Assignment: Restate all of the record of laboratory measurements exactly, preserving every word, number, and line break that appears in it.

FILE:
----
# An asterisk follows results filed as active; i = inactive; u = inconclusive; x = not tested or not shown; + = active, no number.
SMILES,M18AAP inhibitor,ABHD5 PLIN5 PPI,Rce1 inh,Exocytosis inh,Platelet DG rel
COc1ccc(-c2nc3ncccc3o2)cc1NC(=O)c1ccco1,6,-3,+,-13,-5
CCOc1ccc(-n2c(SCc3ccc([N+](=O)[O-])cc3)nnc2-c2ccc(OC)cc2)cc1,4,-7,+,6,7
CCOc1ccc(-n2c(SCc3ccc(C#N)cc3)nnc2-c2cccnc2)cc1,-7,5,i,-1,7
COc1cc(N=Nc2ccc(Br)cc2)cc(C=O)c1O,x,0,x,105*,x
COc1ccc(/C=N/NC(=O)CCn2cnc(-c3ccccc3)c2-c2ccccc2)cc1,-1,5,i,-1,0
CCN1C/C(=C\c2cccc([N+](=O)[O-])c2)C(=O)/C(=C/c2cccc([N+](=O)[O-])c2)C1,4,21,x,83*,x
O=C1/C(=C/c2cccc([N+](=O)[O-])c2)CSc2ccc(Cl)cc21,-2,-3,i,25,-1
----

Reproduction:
# An asterisk follows results filed as active; i = inactive; u = inconclusive; x = not tested or not shown; + = active, no number.
SMILES,M18AAP inhibitor,ABHD5 PLIN5 PPI,Rce1 inh,Exocytosis inh,Platelet DG rel
COc1ccc(-c2nc3ncccc3o2)cc1NC(=O)c1ccco1,6,-3,+,-13,-5
CCOc1ccc(-n2c(SCc3ccc([N+](=O)[O-])cc3)nnc2-c2ccc(OC)cc2)cc1,4,-7,+,6,7
CCOc1ccc(-n2c(SCc3ccc(C#N)cc3)nnc2-c2cccnc2)cc1,-7,5,i,-1,7
COc1cc(N=Nc2ccc(Br)cc2)cc(C=O)c1O,x,0,x,105*,x
COc1ccc(/C=N/NC(=O)CCn2cnc(-c3ccccc3)c2-c2ccccc2)cc1,-1,5,i,-1,0
CCN1C/C(=C\c2cccc([N+](=O)[O-])c2)C(=O)/C(=C/c2cccc([N+](=O)[O-])c2)C1,4,21,x,83*,x
O=C1/C(=C/c2cccc([N+](=O)[O-])c2)CSc2ccc(Cl)cc21,-2,-3,i,25,-1